BritishTheatre

Published on

July 31, 2014

REVIEW: Wolf Hall / Bring Up The Bodies, Aldwych Theatre ✭✭✭✭✭

By

stephencollins

Wolf-Hall

Wolf Hall/Bring Up The Bodies Aldwych Theatre 28 and 29 July 2014 5 Stars Now well into its West End transfer, the Royal Shakespeare Company's exhilarating production of Mike Poulton's adaptation of Hilary Mantel's twin Booker prize winners, Wolf Hall and Bring Up The Bodies, continues to enchant, entertain and enlighten.

In many ways, the productions, helmed by Jeremy Herrin, are in crisper, more visceral and thrilling form than when first seen in Stratford. The shift to a proscenium arch stage has not dulled or detracted.

Ben Miles has developed acres of intricate detail in and around his central, star turn as Thomas Cromwell. He almost never leaves the stage and while on it commands it effortlessly. The sense of the simmering anger of the former Blacksmith's Boy is ever present, perfectly aligned with the calculating political mind and the sense of duty and loyalty. The twinkle of comedy he adds provides stimulating zest.

Paul Jesson is now completely relaxed and pitch-perfect as Wolsey, equal part grandee and low-born made good. The tone of the his performance is now spot on.

Replacing Joshua James as Cromwell's protege, Rafe Sadler, is Joshua Silver (was the Christian name Joshua a pre-requisite for casting?) and he has a key advantage over James: physically, he could be a young Miles, so the sense of Mini-Me is ever present and that is for the better. Silver has a winning, cool and observant presence and he is, in equals parts, steel and sympathy.

The rest of the cast provide the same, detailed and intriguing performances as before, although in almost every case there is an assurance, a confidence and a depth which resonates and adds to the overall effect.

Only Matthew Pidgeon (Bishop Gardiner) and Nicholas Day (Duke of Norfolk) stray unfortunately into overblown bluster and goggling-eyed ham - everyone else provides finely honed, believable performances, many of them handling multiple roles. The women in the cast are especially wonderful.

In most respects, it is better and more vibrant, more deftly detailed, than it was in Stratford Upon Avon. It's an unrivalled spectacle of theatrical ingenuity.

Go. Just go.

Book tickets to Wolf Hall at the Aldywch Theatre Book Tickets for Bring Up The Bodies  at the Aldwych Theatre Read Stephen's original review for Wolf Hall / Bring Up The Bodies at the RSC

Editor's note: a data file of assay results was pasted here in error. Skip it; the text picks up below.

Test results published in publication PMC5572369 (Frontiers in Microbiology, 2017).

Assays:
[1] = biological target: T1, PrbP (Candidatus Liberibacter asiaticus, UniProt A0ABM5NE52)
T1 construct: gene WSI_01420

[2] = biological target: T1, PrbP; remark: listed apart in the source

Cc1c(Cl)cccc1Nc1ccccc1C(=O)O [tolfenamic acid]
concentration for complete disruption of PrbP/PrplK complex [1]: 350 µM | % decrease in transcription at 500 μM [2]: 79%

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The British Theatre website has been established to celebrate the rich and diverse theatrical culture of the United Kingdom.  Our ethos revolves around encouraging and nurturing the performing arts in all its forms. The spirit of theatre is very much alive and the British Theatre website is at the forefront of delivering news and information to audiences and enthusiasts everywhere. Our team of theatre journalists and reviewers are working hard to cover productions and news.


We are constantly developing the site and are always open to receiving feedback from our readers. Join our mailing list to be kept informed of all the latest news that is of interest to you..

ABOUT BRITISHTHEATRE

BritishTheatre.com
Opening Night Media Ltd
3rd Floor, 80 St. Martin’s Lane
Covent Garden
London WC2N 4AA

The British Theatre website has been established to celebrate the rich and diverse theatrical culture of the United Kingdom.  Our ethos revolves around encouraging and nurturing the performing arts in all its forms. The spirit of theatre is very much alive and the British Theatre website is at the forefront of delivering news and information to audiences and enthusiasts everywhere. Our team of theatre journalists and reviewers are working hard to cover productions and news.


We are constantly developing the site and are always open to receiving feedback from our readers. Join our mailing list to be kept informed of all the latest news that is of interest to you..